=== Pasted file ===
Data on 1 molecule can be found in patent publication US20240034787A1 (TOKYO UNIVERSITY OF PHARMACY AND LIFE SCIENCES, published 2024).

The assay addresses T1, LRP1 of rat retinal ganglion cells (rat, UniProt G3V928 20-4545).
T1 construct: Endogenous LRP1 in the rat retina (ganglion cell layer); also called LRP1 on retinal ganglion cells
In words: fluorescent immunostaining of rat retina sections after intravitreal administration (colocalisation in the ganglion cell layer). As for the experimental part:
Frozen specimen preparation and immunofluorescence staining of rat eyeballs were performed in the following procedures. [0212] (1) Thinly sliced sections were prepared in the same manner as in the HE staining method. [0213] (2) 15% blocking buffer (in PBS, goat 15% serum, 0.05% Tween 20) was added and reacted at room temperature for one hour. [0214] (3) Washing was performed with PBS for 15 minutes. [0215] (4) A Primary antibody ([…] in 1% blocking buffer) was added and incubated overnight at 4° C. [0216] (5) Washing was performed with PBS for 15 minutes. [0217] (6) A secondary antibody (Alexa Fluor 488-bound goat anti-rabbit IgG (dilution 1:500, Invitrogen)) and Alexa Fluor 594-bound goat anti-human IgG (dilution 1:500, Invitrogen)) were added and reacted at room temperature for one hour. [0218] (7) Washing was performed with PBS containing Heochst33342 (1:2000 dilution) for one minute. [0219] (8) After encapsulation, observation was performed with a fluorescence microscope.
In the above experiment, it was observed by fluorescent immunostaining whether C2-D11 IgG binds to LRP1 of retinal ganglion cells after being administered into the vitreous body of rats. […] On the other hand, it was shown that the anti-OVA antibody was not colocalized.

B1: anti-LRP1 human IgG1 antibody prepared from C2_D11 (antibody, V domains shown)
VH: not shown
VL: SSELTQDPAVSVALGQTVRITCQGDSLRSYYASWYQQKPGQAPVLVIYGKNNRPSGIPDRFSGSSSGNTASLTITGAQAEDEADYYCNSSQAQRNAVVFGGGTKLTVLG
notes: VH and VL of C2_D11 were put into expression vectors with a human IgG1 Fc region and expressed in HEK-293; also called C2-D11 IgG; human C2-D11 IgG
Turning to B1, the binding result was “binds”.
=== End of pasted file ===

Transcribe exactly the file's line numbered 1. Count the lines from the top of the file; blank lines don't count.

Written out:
Data on 1 molecule can be found in patent publication US20240034787A1 (TOKYO UNIVERSITY OF PHARMACY AND LIFE SCIENCES, published 2024).